A Few Stitches to Savings
One of my goals is to become a one-income household. One of the things I know I could do to save big money is to learn how to sew. I have a "new" Singer sewing machine. It's about 7 years old but I'm ashamed to say I've never used it. I would like to repair clothes, use old clothes or fabrics to make new clothes and linens. And I would like to learn how to sew from patterns so I can make my 3-year-old daughter some clothes. I would have the time and space to sew but I don't know how. Can some of your readers suggest inexpensive ways to learn how to sew? I don't know the first thing about sewing so I cannot assume previous knowledge.
There are a lot of free resources for learning to sew. The public library or interlibrary loan system can provide books from which to learn. PBS channels often carry instructional sewing shows. There are many sewing related web pages on the Internet. Also check with your local Cooperative Extension unit and look for a sewing guild in your area. Call area sewing machine dealers and inquire about classes and resources in your community, they are a great source of information.
The high schools here have adult education classes at night that don't cost too much. There are sewing classes offered this way. She can see of the high schools in her area offer these classes. Plus, there should be how-to-sew books in the public library.
I was like you in that I wanted to learn how to sew. I had a brand new sewing machine, patterns, fabric, notions and the desire do it! I was ready! Then, I opened the pattern and was completely lost. I attempted it. However, I was completely lost by the terminology. I had no clue what basting or any of the other unfamiliar terms meant! I was a city girl with a mall down the road. Sewing was for people with time to kill. At the time I had one child, so I had time; but I now have four and homeschool. What is time to kill?! My mother and female relatives nearby never did any "homemaker" things, so I had no hope of learning the easy way.
After my major mess-up, I got fed up and quit for three years! Now, I did make pillows during that time but, if you know how to make a square, that's a no-brainer. Finally, two states and two kids later, I decided to give it another go. But only because I had a friend who knew how to sew, and she walked me through it. Most of the time it was over the phone, but she knew exactly what she was doing so even that helped. During that time, I also bought a book from Simplicity that gave the definition of the words and in most cases, explained it step by step. It was (and still is) invaluable!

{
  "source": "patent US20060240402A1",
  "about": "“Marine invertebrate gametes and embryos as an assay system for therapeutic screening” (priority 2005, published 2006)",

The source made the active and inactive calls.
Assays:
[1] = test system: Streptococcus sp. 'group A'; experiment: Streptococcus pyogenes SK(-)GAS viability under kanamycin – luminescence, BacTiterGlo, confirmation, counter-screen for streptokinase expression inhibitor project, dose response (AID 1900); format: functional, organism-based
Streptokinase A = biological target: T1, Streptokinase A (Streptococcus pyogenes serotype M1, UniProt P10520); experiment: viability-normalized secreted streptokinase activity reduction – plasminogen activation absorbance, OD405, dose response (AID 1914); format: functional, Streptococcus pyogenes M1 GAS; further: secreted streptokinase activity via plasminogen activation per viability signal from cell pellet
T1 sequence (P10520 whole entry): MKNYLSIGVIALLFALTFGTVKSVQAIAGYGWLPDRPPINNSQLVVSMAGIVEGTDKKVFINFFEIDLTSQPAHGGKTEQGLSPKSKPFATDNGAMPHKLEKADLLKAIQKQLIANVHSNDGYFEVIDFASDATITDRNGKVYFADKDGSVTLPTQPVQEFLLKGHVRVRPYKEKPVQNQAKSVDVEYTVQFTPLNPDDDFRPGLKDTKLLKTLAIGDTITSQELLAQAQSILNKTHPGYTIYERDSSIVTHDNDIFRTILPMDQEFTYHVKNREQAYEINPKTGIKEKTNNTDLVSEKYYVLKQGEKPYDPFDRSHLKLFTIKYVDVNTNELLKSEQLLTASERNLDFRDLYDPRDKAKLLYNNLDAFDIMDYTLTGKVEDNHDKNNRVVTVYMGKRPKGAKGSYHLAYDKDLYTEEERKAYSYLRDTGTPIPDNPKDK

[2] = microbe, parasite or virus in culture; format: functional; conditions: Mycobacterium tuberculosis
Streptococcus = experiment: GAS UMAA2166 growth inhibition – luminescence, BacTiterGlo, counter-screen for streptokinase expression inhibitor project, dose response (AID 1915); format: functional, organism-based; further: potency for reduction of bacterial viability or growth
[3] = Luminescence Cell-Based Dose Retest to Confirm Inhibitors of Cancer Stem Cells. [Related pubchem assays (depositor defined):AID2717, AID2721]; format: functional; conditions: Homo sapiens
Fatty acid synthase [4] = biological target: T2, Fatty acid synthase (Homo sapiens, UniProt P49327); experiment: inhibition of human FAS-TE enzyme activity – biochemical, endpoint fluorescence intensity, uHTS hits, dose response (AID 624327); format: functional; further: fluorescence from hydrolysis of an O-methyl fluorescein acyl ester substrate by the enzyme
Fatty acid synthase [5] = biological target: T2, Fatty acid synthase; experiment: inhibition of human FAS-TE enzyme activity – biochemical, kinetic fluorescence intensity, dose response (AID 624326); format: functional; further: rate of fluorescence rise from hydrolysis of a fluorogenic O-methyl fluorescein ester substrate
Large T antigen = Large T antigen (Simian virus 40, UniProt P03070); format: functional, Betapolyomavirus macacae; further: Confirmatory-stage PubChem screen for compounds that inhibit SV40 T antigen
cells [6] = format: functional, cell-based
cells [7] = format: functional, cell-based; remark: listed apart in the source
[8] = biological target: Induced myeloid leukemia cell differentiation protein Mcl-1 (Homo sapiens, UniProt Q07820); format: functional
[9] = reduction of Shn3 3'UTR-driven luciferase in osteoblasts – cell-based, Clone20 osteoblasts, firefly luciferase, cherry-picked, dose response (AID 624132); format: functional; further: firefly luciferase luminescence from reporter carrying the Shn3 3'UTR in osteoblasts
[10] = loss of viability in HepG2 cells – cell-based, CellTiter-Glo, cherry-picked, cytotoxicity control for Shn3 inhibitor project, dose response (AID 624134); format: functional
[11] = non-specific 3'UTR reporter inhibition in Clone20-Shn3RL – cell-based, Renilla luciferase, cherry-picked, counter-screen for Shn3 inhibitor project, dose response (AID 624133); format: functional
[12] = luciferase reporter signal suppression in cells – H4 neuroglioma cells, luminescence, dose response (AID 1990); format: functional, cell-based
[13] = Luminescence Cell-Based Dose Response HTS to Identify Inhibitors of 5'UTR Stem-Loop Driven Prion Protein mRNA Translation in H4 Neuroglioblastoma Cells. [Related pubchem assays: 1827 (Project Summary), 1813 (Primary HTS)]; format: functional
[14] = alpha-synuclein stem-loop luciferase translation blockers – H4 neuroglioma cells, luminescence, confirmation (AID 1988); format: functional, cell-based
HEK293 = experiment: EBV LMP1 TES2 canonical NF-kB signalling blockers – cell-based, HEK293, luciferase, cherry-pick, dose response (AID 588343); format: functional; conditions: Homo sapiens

There have been times when I didn't want to bother my friend (or couldn't get a hold of her) and I either didn't know where the book was, or it just couldn't answer my question. In those cases, some (or all) of the patterns have a phone number that you can call and get help on the exact pattern you're working on. You leave your name, phone number, the pattern number and I think a brief description of your question and they call you back. Normally, a beginner seamstress won't have such a dire emergency that that won't do. My only problem with it is, I'm impulsive and I want it done now! However, God chooses to teach us patience in many (seemingly) cruel ways!
I'm proud to say that I've made clothes for my children and their dolls, sleeping bags with pillows attached for their dolls, home decorations, costumes, and a roll-up carrier for my husband's tools. You name it and I've done it. I even started to reupholster my couch!
Don't give up. You will be rewarded for your efforts and the fantastic feeling of knowing you did it!
As the leader of my local neighborhood group of the American Sewing Guild, I suggest that Andrea attend the next monthly meeting in her area. A non-member can attend twice, at no cost, without obligation. After that, the Guild requires membership which is $35 a year.
There, Andrea will meet ladies that sew for the love of it, and are very willing to share a wealth of information. We learn from each other. To find out where the group nearest to one's house is, go on the web to www.asg.org, click on 'chapter locations,' and get in touch with the contact person.
Another good source is the local library. Go to the video department and check out videos on sewing. There's a wealth of information, step-by-step instructions for anything from beginners to tailoring. Most libraries also have a good selection of sewing books. Don't overlook the periodical section where you can spend some quiet time thumbing or perusing good sewing magazines such as Sew News and Threads.
When I was interested in learning how to sew, I asked employees at the local craft store (Joanne's Fabrics) if they gave classes. They did not but had a list of women who gave sewing classes in their home. The women in my area (NY) gave classes for about $5.00/hour. You start with a simple project and go from here. It's worth a call to the local fabric/craft store.
Sign up for our free eNewsletter Dollar Stretcher for Parents.
Looking for an answer to a frugal living question? Click here to ask a
Dollar Stretcher Stretchpert!